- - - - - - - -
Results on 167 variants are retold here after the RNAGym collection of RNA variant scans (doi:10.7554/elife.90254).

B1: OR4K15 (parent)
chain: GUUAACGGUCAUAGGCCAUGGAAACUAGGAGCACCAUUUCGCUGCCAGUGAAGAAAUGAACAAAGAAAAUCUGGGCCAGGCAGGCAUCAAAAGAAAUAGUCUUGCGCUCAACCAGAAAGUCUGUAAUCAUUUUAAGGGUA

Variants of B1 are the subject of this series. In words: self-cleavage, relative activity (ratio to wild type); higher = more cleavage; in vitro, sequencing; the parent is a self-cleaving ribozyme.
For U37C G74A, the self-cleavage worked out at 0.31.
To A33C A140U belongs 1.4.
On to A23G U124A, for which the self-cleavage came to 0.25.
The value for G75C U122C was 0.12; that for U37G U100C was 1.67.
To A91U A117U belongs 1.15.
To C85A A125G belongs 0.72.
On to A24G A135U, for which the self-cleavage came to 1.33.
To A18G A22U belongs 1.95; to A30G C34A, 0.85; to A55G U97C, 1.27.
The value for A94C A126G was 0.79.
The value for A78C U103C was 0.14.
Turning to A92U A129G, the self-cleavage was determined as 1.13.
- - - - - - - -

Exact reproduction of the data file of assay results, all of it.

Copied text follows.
Results on 167 variants are retold here after the RNAGym collection of RNA variant scans (doi:10.7554/elife.90254).

B1: OR4K15 (parent)
chain: GUUAACGGUCAUAGGCCAUGGAAACUAGGAGCACCAUUUCGCUGCCAGUGAAGAAAUGAACAAAGAAAAUCUGGGCCAGGCAGGCAUCAAAAGAAAUAGUCUUGCGCUCAACCAGAAAGUCUGUAAUCAUUUUAAGGGUA

Variants of B1 are the subject of this series. In words: self-cleavage, relative activity (ratio to wild type); higher = more cleavage; in vitro, sequencing; the parent is a self-cleaving ribozyme.
For U37C G74A, the self-cleavage worked out at 0.31.
To A33C A140U belongs 1.4.
On to A23G U124A, for which the self-cleavage came to 0.25.
The value for G75C U122C was 0.12; that for U37G U100C was 1.67.
To A91U A117U belongs 1.15.
To C85A A125G belongs 0.72.
On to A24G A135U, for which the self-cleavage came to 1.33.
To A18G A22U belongs 1.95; to A30G C34A, 0.85; to A55G U97C, 1.27.
The value for A94C A126G was 0.79.
The value for A78C U103C was 0.14.
Turning to A92U A129G, the self-cleavage was determined as 1.13.